post broadcast democracy how media choice increases inequality in political involvement and polarizes elections cambridge studies in public opinion and political psychology

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Post Broadcast Democracy

Author : Markus Prior
ISBN : 9780521858724
Genre : Political Science
File Size : 41. 22 MB
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This 2007 book studies the impact of the media on politics in the United States during the last half-century.

Media Imagery And Political Choice

Author :
ISBN : STANFORD:mk309wn1650
Genre :
File Size : 31. 55 MB
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The research presented in this manuscript contrasts a text-only and graphical display of news, to assess the personal and environmental factors affecting news preferences. This research was conducted in two stages. First, an online experiment and survey of 1,000 participants assessed the effects of political attitudes, personal demographics, and visual cues on news selection behaviors. Second, an eyetracking study evaluated the ocular and cognitive behaviors associated with the processing of each news display. Analyses specifically examined which factors influence (i) an individual's preferences for hard and soft news, (ii) an individual's preferences for specific news sources, and (iii) how stable or susceptible to change these preferences are over time. Results indicate that visual design, political attitudes, and personal demographics all affect the type of news and source selected. Specifically, a graphical news layout encourages the selection of soft news categories, though this is moderated by education. A graphical layout also enables more repeat selections to the same source. Furthermore, eyetracking shows that a graphical news format produces lower levels of attention and cognitive processing. Broader implications for the future of news display and news acquisition are discussed.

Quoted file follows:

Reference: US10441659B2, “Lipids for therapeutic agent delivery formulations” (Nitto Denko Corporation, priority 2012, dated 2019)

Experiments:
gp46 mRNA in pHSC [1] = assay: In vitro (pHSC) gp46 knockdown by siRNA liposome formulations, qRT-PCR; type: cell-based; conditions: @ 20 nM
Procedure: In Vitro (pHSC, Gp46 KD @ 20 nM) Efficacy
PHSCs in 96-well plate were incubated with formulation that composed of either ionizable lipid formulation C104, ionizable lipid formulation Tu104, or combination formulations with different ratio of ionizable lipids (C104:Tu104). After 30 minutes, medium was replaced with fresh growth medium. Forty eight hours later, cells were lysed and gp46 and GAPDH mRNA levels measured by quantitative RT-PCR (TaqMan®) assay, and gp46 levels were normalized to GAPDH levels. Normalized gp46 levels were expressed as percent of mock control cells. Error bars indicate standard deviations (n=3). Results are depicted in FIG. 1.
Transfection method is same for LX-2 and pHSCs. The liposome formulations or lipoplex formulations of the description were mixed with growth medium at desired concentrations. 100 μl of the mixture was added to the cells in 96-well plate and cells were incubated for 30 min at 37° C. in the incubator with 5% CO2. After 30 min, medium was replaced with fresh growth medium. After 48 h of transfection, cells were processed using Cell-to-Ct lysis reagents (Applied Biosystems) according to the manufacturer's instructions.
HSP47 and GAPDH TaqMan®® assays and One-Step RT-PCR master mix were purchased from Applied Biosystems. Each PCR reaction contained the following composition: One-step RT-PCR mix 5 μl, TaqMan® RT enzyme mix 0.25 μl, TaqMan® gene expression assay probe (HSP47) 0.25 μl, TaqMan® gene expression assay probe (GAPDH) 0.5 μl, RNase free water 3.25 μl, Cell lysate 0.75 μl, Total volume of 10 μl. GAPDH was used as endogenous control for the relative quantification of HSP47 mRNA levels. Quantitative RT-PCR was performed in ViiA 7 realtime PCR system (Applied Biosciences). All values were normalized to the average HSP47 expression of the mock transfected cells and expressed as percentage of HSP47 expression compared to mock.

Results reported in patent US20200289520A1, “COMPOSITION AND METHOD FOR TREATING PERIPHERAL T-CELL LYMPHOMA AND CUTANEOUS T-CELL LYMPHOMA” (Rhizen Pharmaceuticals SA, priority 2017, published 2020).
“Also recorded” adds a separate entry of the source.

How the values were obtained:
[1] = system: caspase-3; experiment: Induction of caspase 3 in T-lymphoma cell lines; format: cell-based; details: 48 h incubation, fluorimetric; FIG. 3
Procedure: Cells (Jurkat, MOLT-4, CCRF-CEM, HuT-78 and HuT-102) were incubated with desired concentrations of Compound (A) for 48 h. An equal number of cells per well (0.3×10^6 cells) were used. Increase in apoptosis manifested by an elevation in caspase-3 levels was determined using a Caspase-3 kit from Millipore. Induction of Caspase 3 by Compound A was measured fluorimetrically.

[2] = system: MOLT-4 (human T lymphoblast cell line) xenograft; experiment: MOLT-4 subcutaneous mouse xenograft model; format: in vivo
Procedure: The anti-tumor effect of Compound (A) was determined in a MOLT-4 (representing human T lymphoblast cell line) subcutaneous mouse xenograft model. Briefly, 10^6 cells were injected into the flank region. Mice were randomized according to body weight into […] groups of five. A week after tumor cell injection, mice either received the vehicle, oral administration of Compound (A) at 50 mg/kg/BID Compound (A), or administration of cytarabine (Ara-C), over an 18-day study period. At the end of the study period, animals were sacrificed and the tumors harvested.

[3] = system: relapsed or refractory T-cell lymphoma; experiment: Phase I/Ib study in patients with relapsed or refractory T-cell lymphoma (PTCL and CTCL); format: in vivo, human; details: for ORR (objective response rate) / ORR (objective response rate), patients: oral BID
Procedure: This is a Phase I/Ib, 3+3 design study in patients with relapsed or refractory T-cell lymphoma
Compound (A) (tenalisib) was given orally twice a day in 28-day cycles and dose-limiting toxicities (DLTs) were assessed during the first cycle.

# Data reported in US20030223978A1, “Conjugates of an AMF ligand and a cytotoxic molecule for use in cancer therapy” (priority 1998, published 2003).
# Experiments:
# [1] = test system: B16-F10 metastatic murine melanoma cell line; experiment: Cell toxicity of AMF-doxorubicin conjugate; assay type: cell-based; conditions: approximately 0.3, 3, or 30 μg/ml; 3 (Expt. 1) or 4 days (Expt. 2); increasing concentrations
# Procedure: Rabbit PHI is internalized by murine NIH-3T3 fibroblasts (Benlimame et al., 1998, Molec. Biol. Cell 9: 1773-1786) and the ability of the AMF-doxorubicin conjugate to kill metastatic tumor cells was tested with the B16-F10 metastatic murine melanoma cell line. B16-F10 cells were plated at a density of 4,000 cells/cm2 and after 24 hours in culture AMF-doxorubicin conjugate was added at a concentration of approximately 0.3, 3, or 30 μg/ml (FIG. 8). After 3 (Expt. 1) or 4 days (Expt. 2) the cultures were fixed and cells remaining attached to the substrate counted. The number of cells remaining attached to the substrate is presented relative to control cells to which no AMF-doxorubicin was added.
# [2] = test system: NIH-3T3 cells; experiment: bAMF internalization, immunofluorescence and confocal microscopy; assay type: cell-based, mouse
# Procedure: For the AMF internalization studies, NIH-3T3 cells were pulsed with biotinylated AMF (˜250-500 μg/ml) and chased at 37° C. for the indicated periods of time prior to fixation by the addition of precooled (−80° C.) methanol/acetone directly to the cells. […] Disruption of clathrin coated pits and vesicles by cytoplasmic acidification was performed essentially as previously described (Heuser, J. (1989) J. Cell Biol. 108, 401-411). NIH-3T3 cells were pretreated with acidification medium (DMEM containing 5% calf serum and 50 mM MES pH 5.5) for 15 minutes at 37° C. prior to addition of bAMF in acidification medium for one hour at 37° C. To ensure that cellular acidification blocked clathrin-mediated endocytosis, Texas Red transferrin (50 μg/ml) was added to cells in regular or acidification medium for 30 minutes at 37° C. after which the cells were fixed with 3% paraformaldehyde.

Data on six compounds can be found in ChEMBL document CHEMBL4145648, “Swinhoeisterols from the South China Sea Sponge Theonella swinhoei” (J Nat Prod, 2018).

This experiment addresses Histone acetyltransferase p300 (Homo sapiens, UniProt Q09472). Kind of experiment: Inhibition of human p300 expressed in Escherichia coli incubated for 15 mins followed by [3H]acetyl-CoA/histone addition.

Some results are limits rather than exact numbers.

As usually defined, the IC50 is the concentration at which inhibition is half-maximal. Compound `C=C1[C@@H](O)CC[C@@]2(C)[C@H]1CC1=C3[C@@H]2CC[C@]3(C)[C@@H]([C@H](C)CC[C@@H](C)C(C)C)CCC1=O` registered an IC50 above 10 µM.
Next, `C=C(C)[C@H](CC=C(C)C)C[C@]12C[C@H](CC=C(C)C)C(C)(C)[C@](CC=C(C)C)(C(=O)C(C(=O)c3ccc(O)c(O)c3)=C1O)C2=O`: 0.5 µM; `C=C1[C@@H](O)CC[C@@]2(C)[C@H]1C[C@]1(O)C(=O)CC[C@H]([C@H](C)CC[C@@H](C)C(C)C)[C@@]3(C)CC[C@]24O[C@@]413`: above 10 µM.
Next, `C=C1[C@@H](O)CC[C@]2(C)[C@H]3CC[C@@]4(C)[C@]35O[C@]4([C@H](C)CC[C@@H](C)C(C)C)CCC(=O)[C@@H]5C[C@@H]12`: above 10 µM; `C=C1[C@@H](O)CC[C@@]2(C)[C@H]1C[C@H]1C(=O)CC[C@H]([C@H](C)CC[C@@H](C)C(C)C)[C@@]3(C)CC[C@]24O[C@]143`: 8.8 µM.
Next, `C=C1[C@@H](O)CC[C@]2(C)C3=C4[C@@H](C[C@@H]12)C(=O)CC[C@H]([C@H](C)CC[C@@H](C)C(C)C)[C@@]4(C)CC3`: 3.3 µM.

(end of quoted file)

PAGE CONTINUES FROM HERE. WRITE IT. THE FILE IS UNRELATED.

Anxious Politics

Author : Bethany Albertson
ISBN : 9781107081482
Genre : Political Science
File Size : 77. 2 MB
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Anxious Politics argues that political anxiety affects the news we consume, who we trust, and what public policies we support.

Experts Activists And Democratic Politics

Author : T. K. Ahn
ISBN : 9781316165218
Genre : Political Science
File Size : 60. 31 MB
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This book addresses opinion leadership in democratic politics as a process whereby individuals send and receive information through their informally based networks of political communication. The analyses are based on a series of small group experiments, conducted by the authors, which build on accumulated evidence from more than seventy years of survey data regarding political communication among interdependent actors. The various experimental designs provide an opportunity to assess the nature of the communication process, both in terms of increasing citizen expertise as well as in terms of communicating political biases.

Close To Home

Author : Jennifer Fitzgerald
ISBN : 9781108421539
Genre : Political Science
File Size : 75. 58 MB
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Argues that radical right voting in Europe is rooted in people's feelings of attachment to and defensiveness of their local communities.